Offices and clinics should be equipped to identify appropriate patients for screening and to perform follow-up tests without the need for a second blood sample. In particular, patients who have overt but clinically unrecognized disease must be followed because these patients will receive the most benefit from treatment.

Hospital Discharge of the High-Risk Neonate

The American Academy of Pediatrics (AAP) has issued a policy statement covering the factors to be considered in the discharge from the hospital of the high-risk neonate. The statement appears in the August 1998 issue of Pediatrics. Declaring that the traditional approach of the single criteria of a preset weight for the infant is no longer adequate, the AAP developed the statement on the basis of published, scientifically derived information. According to the AAP, the discharge decision requires balancing infant safety and well-being with family needs and capabilities, while also considering community resources and support systems.

The AAP emphasizes the importance of individualized planning and physician judgment when determining discharge. Four broad categories of high-risk situations are identified: (1) the preterm infant; (2) the infant who requires technologic support; (3) the infant who is at risk because of family issues; and (4) the infant whose irreversible condition may result in an early death.

The care of each high-risk neonate after discharge must be carefully coordinated to provide ongoing multidisciplinary support of the family. Components identified by the AAP that must be included in discharge planning include parental education; implementation of primary care; evaluation of unresolved medical problems; development of the home care plan; identification and mobilization of surveillance and support services; and determination and designation of follow-up care.

Recommendations are given for four areas of readiness for discharge to be considered: infant readiness; home care plan readiness; family and home environmental readiness; and community and health care system readiness.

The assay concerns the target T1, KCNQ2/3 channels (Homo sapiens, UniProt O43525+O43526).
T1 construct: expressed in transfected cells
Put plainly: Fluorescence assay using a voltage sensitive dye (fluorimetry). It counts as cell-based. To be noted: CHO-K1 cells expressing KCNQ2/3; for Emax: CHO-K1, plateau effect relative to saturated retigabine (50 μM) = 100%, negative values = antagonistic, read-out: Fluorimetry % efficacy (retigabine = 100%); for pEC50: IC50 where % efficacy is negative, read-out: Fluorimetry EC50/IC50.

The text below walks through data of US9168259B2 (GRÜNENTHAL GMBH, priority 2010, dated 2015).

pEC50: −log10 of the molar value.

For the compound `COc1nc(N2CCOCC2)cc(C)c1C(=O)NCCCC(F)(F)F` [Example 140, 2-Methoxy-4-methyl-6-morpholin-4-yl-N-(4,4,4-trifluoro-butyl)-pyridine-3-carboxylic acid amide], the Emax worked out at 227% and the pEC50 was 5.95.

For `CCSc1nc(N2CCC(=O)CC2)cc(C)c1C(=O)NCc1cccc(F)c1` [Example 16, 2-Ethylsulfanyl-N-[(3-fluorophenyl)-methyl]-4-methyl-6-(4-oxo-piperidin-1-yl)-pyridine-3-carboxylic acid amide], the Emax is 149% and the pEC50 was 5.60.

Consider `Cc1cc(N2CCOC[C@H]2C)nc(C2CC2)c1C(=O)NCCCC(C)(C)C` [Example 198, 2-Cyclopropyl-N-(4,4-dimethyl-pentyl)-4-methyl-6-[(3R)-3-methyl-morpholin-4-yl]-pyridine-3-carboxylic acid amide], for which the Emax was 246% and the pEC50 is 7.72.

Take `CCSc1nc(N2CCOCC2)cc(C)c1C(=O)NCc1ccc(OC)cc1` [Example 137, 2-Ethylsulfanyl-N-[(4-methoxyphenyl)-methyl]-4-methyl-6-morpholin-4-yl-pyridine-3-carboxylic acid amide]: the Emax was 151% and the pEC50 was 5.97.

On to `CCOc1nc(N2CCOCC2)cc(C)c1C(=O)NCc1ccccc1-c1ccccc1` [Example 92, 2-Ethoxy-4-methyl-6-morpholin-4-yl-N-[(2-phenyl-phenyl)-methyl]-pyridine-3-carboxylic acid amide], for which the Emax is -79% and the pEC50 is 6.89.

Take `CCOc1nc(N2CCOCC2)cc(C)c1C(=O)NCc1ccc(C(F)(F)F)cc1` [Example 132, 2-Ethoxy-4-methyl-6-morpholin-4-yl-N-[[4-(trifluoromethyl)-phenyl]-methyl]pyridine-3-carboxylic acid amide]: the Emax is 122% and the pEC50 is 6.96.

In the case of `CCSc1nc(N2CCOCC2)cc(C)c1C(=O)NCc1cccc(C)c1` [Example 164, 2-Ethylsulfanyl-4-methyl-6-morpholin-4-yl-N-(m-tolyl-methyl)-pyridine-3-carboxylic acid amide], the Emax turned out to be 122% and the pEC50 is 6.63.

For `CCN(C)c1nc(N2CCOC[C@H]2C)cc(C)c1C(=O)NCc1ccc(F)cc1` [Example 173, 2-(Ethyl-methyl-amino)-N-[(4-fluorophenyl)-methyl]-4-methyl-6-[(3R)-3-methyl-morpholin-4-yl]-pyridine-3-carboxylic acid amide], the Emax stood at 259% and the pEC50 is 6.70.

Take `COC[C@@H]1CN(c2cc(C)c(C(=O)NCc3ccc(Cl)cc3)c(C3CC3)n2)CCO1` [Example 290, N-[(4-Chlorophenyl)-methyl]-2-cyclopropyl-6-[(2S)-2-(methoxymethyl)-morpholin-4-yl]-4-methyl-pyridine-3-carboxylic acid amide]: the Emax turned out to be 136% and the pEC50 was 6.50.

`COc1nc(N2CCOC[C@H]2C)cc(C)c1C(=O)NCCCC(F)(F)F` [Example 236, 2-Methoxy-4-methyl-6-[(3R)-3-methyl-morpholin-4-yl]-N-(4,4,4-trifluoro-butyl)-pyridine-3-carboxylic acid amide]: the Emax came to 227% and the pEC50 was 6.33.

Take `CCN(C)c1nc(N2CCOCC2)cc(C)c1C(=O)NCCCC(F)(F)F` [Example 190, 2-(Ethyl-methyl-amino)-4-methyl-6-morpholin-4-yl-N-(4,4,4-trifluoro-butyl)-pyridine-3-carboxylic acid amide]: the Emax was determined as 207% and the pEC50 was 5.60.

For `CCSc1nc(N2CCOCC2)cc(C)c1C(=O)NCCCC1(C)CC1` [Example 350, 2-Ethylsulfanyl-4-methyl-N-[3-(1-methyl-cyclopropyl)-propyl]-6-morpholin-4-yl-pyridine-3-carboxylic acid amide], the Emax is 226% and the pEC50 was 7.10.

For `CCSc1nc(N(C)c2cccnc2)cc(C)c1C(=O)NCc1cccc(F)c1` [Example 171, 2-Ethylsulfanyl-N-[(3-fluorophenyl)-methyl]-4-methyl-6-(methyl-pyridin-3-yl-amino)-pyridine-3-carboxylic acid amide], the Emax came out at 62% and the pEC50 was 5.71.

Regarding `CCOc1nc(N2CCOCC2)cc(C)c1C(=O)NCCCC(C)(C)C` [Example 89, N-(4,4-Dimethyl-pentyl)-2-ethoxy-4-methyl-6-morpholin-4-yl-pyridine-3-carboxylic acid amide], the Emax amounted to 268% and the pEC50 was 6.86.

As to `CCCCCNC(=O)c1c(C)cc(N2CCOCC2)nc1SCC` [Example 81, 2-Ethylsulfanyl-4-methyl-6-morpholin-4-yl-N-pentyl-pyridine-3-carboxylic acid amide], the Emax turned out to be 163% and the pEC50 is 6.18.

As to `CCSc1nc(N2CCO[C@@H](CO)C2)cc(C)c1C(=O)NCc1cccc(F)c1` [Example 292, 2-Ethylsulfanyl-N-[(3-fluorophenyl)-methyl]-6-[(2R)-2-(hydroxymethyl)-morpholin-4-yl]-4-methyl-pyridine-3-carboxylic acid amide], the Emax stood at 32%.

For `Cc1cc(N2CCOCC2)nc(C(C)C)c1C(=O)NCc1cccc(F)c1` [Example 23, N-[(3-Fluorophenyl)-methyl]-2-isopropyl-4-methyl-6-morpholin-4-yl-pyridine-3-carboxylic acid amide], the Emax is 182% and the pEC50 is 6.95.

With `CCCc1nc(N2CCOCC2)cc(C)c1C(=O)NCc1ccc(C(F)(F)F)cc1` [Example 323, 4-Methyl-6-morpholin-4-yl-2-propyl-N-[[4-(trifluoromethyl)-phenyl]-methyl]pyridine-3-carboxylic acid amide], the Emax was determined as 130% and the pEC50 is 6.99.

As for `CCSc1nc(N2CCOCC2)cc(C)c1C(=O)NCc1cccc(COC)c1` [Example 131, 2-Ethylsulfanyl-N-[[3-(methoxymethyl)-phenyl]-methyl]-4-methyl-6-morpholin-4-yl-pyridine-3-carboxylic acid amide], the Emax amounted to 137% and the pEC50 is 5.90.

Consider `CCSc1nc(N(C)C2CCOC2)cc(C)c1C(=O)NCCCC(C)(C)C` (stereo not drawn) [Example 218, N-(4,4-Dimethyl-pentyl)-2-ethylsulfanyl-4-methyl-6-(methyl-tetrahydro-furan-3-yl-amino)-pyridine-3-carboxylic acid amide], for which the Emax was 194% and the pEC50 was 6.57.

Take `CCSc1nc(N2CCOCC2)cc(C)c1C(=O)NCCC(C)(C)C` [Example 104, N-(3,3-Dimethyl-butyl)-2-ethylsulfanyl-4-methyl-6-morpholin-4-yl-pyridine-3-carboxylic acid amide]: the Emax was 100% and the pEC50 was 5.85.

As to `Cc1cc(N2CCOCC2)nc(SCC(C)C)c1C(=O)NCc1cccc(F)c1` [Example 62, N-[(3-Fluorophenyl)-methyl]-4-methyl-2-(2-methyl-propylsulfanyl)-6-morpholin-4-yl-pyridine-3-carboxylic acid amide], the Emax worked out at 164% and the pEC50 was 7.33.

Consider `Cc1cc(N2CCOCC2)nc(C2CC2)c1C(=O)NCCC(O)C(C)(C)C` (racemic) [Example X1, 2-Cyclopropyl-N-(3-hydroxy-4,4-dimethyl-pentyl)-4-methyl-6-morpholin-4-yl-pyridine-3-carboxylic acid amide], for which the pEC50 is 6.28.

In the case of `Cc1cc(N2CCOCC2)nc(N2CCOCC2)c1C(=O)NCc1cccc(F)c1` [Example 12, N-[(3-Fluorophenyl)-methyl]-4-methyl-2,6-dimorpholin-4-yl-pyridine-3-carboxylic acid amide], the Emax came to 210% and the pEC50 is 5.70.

Primary considerations for infant readiness include the following:

  • A sustained pattern of weight gain of sufficient duration.

  • Adequate maintenance of normal body temperature with the infant fully clothed in an open bed with normal ambient temperature.

  • Competent suckle feeding, breast or bottle, without cardiorespiratory compromise.

  • Physiologically mature and stable cardiorespiratory function of sufficient duration.

Tamoxifen for Breast Cancer Prevention

The U.S. Food and Drug Administration (FDA) has approved tamoxifen (Nolvadex) for reducing the incidence of breast cancer in women at high risk for developing the disease. This new indication for tamoxifen resulted from a recent study of the drug, conducted by the National Cancer Institute (NCI), in more than 13,000 women who were at increased risk of breast cancer. The study showed that tamoxifen reduced the chance of getting breast cancer by 44 percent. The long-term effects of tamoxifen use are not known.

The FDA notes that caution must be used in prescribing the drug because of the potential for serious side effects, such as endometrial cancer, deep venous thrombosis and pulmonary embolism. The labeling specifies that for women age 50 and older, the following risk factors would result in an increased risk of breast cancer:

  • Family history of breast cancer (at least two direct-line relatives with breast cancer).

  • Personal health history (presence of atypical hyperplasia on breast biopsy).

  • First child born at age 30 years or older.

  • Onset of menses at age 11 years or younger.

The NCI and the manufacturer of tamoxifen are making the risk assessment model used in the trial available on computer disk to health care professionals to aid in evaluating an individual woman's risk of developing breast cancer. To order the risk assessment model, call 800-4-CANCER or visit the Web site at http://cancertrials.nci.nih.gov.

The FDA also approved tamoxifen for the reduction of contralateral breast cancer. Current data from clinical trials support the recommendation for five years of adjuvant tamoxifen therapy for patients with breast cancer.


Copyright © 1999 by the American Academy of Family Physicians.